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Jury law presents challenges for prosecutors

Published: Oct. 25, 2021 at 5:55 PM EDT|Updated: Oct. 25, 2021 at 6:09 PM EDT
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RICHMOND, Va. (WWBT) - A recent change to Virginia State law has more defendants opting for jury trials rather than looking for plea deals, and some courts are struggling to handle the surge.

SB5007 gives accused parties the option to have their sentences decided by the jury that convicted them or the judge.

Defense attorneys say jurors had developed a reputation for handing out tougher punishments.

“They were required, if they convicted, to give a more harsh penalty than a judge would have,” said NBC12 legal analyst, Steve Benjamin.

That’s because juries were required to hand down sentences within state guidelines, but judges have more leeway.

Benjamin says the law change means more defendants will be given a fair shake.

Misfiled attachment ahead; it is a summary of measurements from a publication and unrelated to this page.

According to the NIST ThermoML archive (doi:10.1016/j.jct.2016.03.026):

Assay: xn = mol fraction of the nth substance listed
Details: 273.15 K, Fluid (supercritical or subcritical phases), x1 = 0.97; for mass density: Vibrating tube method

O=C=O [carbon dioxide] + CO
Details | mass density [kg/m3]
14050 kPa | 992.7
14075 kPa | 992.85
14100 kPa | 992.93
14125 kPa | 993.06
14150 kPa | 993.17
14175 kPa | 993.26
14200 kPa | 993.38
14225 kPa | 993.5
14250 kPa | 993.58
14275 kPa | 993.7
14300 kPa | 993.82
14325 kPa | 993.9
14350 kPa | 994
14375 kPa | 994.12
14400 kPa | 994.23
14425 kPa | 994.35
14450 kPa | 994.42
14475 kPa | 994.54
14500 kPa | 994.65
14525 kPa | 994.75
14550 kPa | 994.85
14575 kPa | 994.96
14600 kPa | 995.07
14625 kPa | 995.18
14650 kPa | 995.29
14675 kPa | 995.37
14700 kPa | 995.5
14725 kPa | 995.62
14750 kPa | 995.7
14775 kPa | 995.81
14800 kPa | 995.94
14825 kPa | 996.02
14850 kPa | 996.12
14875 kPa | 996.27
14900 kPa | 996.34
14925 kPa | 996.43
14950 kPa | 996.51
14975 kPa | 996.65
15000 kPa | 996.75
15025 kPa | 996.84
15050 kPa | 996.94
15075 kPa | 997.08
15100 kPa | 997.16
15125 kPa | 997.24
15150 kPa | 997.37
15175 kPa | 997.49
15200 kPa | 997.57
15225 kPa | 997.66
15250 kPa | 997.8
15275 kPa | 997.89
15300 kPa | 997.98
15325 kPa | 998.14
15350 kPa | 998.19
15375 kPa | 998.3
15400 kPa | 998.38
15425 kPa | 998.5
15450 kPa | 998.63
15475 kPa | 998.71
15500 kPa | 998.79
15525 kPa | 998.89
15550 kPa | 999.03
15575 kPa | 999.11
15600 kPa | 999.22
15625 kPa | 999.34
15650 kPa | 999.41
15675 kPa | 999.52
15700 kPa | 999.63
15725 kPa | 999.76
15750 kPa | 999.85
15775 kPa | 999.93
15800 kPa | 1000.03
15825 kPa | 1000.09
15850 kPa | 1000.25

“Everyone understands the fundamental right to a jury trial. Everyone understands wanting to be judged by their peers: 12 regular folks from the community.”

But opponents question whether the change is really fair; Louisa’s Commonwealth’s Attorney, Rusty McGuire says requests for jury trials soared 500% since the new law took effect, and the court system can’t handle it.

“We have one sitting judge and we have a finite amount of prosecutors, clerks, and bailiffs,” McGuire said.

He worries the spike in jury trial requests means cases -including very serious ones- are pushed further down the pipeline.

“If you look at what’s happened in the last year during the pandemic, you have the parole board letting out murderers -- some with a really low amount of time on their sentence. We now have a backlog [becuase] of Covid, so people were being granted bond.”

McGuire adds his office has seen more jury trials: about 30 per month, whereas it was usually 1 per month.

But Benjamin says more defendants opting for jury trials is a good thing.

“Until now, they haven’t been able to risk it, because of the unfairness that is built into the jury sentencing procedure that we used to have,” he added.

McGuire says he supports more jury trials, but only if the resources meet the demand.

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